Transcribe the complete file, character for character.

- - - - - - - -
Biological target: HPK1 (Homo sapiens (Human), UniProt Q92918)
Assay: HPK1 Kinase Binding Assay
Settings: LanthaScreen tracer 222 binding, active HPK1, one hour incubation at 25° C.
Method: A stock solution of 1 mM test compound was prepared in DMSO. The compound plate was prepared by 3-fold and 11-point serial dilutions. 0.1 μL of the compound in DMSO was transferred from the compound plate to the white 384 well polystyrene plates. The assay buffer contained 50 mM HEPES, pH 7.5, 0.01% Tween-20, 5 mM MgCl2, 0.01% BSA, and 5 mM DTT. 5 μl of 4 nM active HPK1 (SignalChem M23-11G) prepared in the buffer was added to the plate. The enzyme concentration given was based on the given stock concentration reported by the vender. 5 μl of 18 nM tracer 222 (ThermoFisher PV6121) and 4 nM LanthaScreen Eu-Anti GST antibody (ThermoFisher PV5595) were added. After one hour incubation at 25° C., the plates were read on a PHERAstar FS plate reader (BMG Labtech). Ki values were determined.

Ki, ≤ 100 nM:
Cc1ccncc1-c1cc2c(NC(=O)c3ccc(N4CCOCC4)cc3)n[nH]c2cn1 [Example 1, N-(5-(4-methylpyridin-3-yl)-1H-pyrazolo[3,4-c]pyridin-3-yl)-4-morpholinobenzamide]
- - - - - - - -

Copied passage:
Biological target: HPK1 (Homo sapiens (Human), UniProt Q92918)
Assay: HPK1 Kinase Binding Assay
Settings: LanthaScreen tracer 222 binding, active HPK1, one hour incubation at 25° C.
Method: A stock solution of 1 mM test compound was prepared in DMSO. The compound plate was prepared by 3-fold and 11-point serial dilutions. 0.1 μL of the compound in DMSO was transferred from the compound plate to the white 384 well polystyrene plates. The assay buffer contained 50 mM HEPES, pH 7.5, 0.01% Tween-20, 5 mM MgCl2, 0.01% BSA, and 5 mM DTT. 5 μl of 4 nM active HPK1 (SignalChem M23-11G) prepared in the buffer was added to the plate. The enzyme concentration given was based on the given stock concentration reported by the vender. 5 μl of 18 nM tracer 222 (ThermoFisher PV6121) and 4 nM LanthaScreen Eu-Anti GST antibody (ThermoFisher PV5595) were added. After one hour incubation at 25° C., the plates were read on a PHERAstar FS plate reader (BMG Labtech). Ki values were determined.

Ki, ≤ 100 nM:
Cc1ccncc1-c1cc2c(NC(=O)c3ccc(N4CCOCC4)cc3)n[nH]c2cn1 [Example 1, N-(5-(4-methylpyridin-3-yl)-1H-pyrazolo[3,4-c]pyridin-3-yl)-4-morpholinobenzamide]